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CONTROL OF GREY SQUIRRELS
BEFORE CONSIDERING TRAPPING GREY SQUIRRELS MAKE SURE YOU ARE AWARE OF THE LEGAL IMPLICATIONS!
• Kill traps and poison must not be used to control grey squirrels in areas where red squirrels may be present, as it is an offence to intentionally kill or injure a red squirrel.
• It is an offence to release a grey squirrel into the wild, and therefore any grey squirrels trapped must be destroyed humanely.
• Traps must be checked at least twice a day, and any trapped red squirrels released immediately.


Different Methods Of Controlling Grey Squirrels
Research comparing the effectiveness of shooting and cage trapping shows that cage trapping (live trapping) is a more successful method of controlling grey squirrels within an area. Spring trapping (kill trapping), drey-poking and poisoning cannot be guaranteed to specifically target grey squirrels, and should never be used where there is the slightest possibility of red squirrels being present. For this reason, the use of Warfarin for grey control is prohibited in much of Scotland, including the Scottish Borders and Dumfries and Galloway. Single-catch traps are preferable to multi-catch traps in areas where grey squirrels are present in low numbers, and there may be an increased risk of accidentally trapping a red squirrel. All cage traps should have either branch wood or black plastic sheeting covering the trap, to provide some protection from the elements and minimise the stress placed on any trapped animal.


Siteing Traps
The success of any trapping operation depends on the ability to find sites for the traps that grey squirrels will visit regularly to feed. The best sites are invariably under a large broad leaved tree (eg oak, beech) and where the ground is free of vegetation

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Setting and Pre-Baiting
At the chosen site, level an area of ground where you want to place a trap. Lay the trap so that the wire mesh floor of the trap is flush with the ground. If possible, use a metal ‘bait tray’ attached to the bottom of the trap, to minimise the loss of bait to mice. Secure the trap by staking or pegging it down, and leave the trap with the door held open. At this stage the trap should be open but not set. Put two handfuls of yellow whole maize in the main body of the trap, and scatter several handfuls on the ground around the trap. Cover or wrap the trap with black plastic so that it is windproof, rainproof and dark inside. Secure the plastic with brashings, branches and/or stones, and camouflage the top, if necessary, with more branch wood. After two days, place more maize inside the trap and around the entrance. If the germ of any of the maize grains have been eaten out, it indicates that squirrels have visited the trap site.


Catching
After a further two days, set the trap. Check that the release mechanism is working, and place a few kernels of maize at the back of the trap and at the entrance. Re-cover the trap. Once a trap has been set, it must be visited twice every day, ideally 2 or 3 hours after dawn and again just before dark.
When you check the trap, remove the trap covering and immediately release any accidentally trapped red squirrels. Remove and despatch humanely any grey squirrels. Contact Squirrel Action Greenhead & Gilsland for advice regarding humane despatch.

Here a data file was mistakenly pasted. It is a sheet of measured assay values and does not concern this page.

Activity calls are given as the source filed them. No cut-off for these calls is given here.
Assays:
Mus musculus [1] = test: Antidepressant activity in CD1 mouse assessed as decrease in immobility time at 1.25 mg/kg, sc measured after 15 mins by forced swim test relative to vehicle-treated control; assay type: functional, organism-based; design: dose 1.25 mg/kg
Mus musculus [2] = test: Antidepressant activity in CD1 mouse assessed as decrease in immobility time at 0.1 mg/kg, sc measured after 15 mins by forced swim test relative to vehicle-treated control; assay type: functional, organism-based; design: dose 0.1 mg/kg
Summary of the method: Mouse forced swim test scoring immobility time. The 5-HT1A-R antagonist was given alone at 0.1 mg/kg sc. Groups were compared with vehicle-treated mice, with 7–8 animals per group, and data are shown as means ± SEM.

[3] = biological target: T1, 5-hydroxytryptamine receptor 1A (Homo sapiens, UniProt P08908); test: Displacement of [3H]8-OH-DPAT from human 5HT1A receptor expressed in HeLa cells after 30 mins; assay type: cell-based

N.B. The trap should be disinfected before being taken to a different area to prevent the transmission of Squirrel pox virus.
Re-set the trap by replacing maize inside the trap, checking the trap door release mechanism and setting the trap. Replace the trap covering. If there are no captive animals present in the trap, check for holes in the trap and that the trap mechanism is working properly. Again, check for signs that squirrels have been taking the bait. After 4 to 5 days of trapping in an area, if no grey squirrels are being caught, remove the trap and if necessary re-site it elsewhere and repeat the procedure.


Dispatching
Dispatching of the grey squirrel must be carried out humanely. The preferred method is by shooting using an air rifle or other suitable gun. A rifle allows the grey to be shot while the still confined in the trap reducing the risk of the trapper being scratched or bitten. We have found that by using wooden combs made to fit the holes in the cage we can move the squirrel to the closed end of the cage and confine it there. This allows a more accurate shot to be taken to the head. By using the combs in the same same way, any other occupant of the trap can be safely confined whilst the door is opened to release them.

 

Wooden combs/forks
We used 8mm plywood with the prongs pointed and long enough to protrude through the bottom of the trap. Each comb having a six inch handle (it resemble a small garden fork). Using two combs we persuade the squirrel to move along the trap. The second comb is placed between the first comb and the squirrel as soon as possible. Repeating until the squirrel is held at the far end of the trap. The free comb is then used from the side cornering the grey securely but with out harm.

Timing
The best time of year for trapping grey squirrels is between March and September, when their natural food is scarce. During autumn the availability of nuts, berries, fruits and cones significantly reduces the likelihood of trapping greys, with foraging activity tending to be limited on cold winter days.

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©SAGG C Kippax 2007